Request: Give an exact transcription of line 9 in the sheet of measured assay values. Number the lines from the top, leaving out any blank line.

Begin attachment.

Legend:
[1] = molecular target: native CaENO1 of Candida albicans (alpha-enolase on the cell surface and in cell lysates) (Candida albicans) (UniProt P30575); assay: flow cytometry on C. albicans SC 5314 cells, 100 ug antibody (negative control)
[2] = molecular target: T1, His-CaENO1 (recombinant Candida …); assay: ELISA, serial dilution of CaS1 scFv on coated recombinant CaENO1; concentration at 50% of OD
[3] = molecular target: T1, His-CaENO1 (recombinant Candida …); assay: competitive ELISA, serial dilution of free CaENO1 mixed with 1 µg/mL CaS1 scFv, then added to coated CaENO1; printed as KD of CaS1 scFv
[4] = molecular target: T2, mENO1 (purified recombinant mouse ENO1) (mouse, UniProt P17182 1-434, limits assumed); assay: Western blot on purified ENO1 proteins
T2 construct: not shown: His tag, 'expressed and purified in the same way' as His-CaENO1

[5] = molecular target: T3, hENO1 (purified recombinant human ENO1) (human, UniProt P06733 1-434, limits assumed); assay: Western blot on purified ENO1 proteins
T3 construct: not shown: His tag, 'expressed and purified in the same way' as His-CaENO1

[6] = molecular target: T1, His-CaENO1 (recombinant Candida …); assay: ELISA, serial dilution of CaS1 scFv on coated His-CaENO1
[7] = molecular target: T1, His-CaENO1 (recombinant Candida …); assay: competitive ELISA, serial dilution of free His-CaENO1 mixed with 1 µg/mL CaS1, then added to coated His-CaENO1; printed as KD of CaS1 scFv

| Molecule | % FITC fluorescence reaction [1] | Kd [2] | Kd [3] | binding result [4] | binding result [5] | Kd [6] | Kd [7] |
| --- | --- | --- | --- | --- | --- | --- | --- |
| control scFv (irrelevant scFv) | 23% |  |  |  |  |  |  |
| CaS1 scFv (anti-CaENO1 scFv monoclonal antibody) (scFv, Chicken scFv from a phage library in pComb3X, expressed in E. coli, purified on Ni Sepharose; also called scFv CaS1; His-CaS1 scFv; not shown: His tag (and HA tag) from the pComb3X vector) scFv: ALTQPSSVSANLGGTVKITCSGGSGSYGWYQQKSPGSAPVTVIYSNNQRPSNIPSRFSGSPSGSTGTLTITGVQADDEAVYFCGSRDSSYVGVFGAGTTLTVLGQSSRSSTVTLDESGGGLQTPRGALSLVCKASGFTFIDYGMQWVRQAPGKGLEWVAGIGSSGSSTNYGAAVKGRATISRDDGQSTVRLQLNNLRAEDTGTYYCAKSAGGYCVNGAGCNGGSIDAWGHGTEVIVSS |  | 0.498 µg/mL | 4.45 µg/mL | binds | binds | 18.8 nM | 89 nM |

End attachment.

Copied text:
[6] = molecular target: T1, His-CaENO1 (recombinant Candida …); assay: ELISA, serial dilution of CaS1 scFv on coated His-CaENO1